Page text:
At Shake It Up we have many adventurous supporters who take part in all kinds of athletic events to raise both funds and awareness for Parkinson’s. This year, friends Sid and Jock decided to take on the Mongol Derby – one of the toughest adventure horse races in the world – to make a difference and raise over $10,000.
They told us all about the experience of undertaking this huge race together, their fundraising journey and why they feel it’s so important to support vital Parkinson’s research.
So, tell us all about the Mongol Derby! What is involved in the event?
The Mongol Derby is one of the toughest adventure horse races in the world. It spans a total of 1,000 kilometres across the Mongolian Steppe and must be completed in no more than 10 days. Competitors are given a change of horses roughly every 30 kilometres, so during the event one expects to ride 30 different horses! The Mongolian ponies are small and powerful as they are fiery and temperamental and it is not uncommon to be left planted in the dirt as your pony makes a gallop for the hills.
Great emphasis is placed on animal welfare during the race and there are strict rules regarding how hard the horses are ridden. Each pony receives a vet assessment at the end of a leg and must have a resting heart rate less than 56 BPM. Riders who are unable to achieve this target or have otherwise not properly looked after their pony receive harsh time penalties and repeat offenders are disqualified from racing.
The race couldn’t be done without the help of the Mongolian nomadic herders. Given the derby riders are dressed more like they are attempting a leg of the Tour de France, the Mongolian ponies are rightly wary of these strange foreigners and often require a degree of coaxing by the herders before they will allow the riders on their backs. Apart from giving up their prized horses for the race, the herders show a great deal of hospitality by kindly offering food and shelter at each of the horse stations.
How have you been raising funds for Parkinson’s research throughout this experience?
Most of the money raised came from our event “Charity Mongols”, which was essentially a charity auction. Using the time-old technique of an open bar and a boisterous MC we were successful in raising over $8,000 on the night. Auction items ranged from a weekend away at a holiday home, clay pigeon shooting, and the interior designing services of one of our accomplished friends. Jock sensing an opportunity also offered himself up for auction for a date (rather ostentatiously). Bids were surprisingly high, although we attributed this mostly to the free champagne.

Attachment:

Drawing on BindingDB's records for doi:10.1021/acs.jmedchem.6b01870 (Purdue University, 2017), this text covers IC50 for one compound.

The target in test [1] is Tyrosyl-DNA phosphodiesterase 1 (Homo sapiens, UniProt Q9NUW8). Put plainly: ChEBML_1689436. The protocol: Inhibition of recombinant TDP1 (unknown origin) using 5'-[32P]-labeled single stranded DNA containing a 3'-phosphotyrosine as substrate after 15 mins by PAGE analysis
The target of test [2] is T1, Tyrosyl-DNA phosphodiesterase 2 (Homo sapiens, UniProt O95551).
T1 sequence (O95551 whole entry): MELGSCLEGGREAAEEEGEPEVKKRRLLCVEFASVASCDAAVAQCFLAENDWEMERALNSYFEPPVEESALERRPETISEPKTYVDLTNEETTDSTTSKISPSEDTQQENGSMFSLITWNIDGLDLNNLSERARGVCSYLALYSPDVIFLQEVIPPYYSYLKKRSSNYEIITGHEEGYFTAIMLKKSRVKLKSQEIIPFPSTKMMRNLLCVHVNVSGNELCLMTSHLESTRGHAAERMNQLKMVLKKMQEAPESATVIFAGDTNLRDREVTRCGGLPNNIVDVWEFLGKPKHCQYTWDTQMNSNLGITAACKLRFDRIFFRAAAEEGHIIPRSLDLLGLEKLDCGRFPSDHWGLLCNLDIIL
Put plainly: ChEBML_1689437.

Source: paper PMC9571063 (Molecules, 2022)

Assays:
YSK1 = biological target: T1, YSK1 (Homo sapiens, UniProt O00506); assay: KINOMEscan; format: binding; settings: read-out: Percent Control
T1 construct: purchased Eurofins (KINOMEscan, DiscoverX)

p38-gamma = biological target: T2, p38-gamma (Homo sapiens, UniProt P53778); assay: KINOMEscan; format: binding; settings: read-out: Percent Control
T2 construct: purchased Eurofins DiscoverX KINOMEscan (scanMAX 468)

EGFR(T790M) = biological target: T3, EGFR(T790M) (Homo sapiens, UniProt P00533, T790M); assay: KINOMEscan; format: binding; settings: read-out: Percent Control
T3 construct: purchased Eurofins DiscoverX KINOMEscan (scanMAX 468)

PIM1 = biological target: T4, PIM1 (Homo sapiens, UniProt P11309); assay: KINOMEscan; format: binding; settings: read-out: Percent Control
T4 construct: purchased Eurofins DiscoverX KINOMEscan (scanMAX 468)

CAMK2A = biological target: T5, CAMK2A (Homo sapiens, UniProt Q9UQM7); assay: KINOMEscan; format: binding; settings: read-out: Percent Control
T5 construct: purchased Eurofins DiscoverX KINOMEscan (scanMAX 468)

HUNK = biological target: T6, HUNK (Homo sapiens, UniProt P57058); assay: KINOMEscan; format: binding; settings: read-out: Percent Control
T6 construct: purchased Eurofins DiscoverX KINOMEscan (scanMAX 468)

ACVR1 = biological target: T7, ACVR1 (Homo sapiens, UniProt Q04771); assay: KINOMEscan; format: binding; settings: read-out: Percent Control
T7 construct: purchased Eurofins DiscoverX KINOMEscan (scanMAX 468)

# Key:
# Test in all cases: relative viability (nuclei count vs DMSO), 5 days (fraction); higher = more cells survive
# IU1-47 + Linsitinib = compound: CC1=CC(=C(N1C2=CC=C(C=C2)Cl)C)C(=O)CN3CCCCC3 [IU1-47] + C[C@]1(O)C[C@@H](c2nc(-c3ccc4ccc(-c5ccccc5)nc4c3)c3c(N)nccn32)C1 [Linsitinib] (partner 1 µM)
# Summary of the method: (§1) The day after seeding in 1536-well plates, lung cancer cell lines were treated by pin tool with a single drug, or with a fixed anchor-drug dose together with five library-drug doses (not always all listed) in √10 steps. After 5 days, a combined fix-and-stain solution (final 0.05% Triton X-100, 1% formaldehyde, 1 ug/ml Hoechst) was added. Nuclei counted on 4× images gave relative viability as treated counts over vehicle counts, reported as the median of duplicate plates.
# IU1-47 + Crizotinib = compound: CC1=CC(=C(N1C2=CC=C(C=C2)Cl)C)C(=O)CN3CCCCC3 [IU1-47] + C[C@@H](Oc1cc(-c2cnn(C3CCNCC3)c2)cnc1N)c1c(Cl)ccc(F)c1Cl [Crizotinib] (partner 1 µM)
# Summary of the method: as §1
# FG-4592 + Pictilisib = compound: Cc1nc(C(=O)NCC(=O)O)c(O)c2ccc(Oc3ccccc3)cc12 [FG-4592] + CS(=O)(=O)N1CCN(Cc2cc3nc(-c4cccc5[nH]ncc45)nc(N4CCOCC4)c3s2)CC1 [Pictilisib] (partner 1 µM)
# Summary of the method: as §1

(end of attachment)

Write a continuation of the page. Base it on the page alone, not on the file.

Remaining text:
A special mention to Lynnie and Edgar Downes, Henry and Sophie Downes, Percy and Tina Rayner, Michael and Anne Treloar, Holly and Rick Clifton and Shona McElroy who kindly donated their homes, services and a helping hand for the auction amongst other things.
What drives your commitment to fundraise for Parkinson’s?
Our main inspiration for the race was our close friend Edgar Downes, who has been managing with Parkinson’s for a number of years now. Hay farmer and a prominent figure within the Camden local community, Edgar is known by family and friends alike for his generous and caring nature. It was also thanks largely to Edgar and his lovely wife Lynnie that we were able to make it to Mongolia by giving us free roam of their farm to do the training we needed to make it through the race. In addition, the Downes family also made valuable contributions to the auction night, which helped our fundraising effort immensely.
Why did you choose to raise funds for Shake It Up Australia?
The main draw of Shake It Up for us is the organisation’s focus on maximising donations towards clinical research. Shake It Up is unique in that all administrative costs are generously funded by the founder Clyde and his brother Greg, which allows donations flow directly into funding research. This gives donors confidence that all the funds raised will go to a good cause.
Shake It Up as an organisation is also transparent in their operations. The Foundation’s website in particular gives detailed information concerning how the charity is run as well as the specific research projects which it has helped to fund over the years. In addition, the team at Shake It Up have been easy to work with and responsive.
The other factor is of course the charity’s connection with the Michael J Fox Foundation. As our fellow millennials will understand, Back to the Future was prime real estate when it came to movie time at school and probably contributed to 10% of our primary school education. Our humble contributions to his cause are in some respect a small thank you to the great man for teaching us the universal principles of moral integrity, friendship and time travel.
What words of advice do you have for others hoping to make a difference for Parkinson’s?
We are by no means big players when it comes to the charity game, however speaking from the level of amateur philanthropists, there are a couple of factors that helped us in our fundraising efforts.
The main factor was raising money through something we are passionate about, even something as niche as wrangling half wild horses. We both had past lives as younger men where working with young horses was a big part of our lives. Although we’re now working in industries where horsemanship skills aren’t really something you would put on your resume, it’s something that will always be close to heart.
Another thing that helped us was to use the resources at our disposal. In our case this was friends and family who are susceptible to emotional blackmail. Shamelessly pester your friends, family and associates for donations or things you can auction, it’s ok, it’s for charity!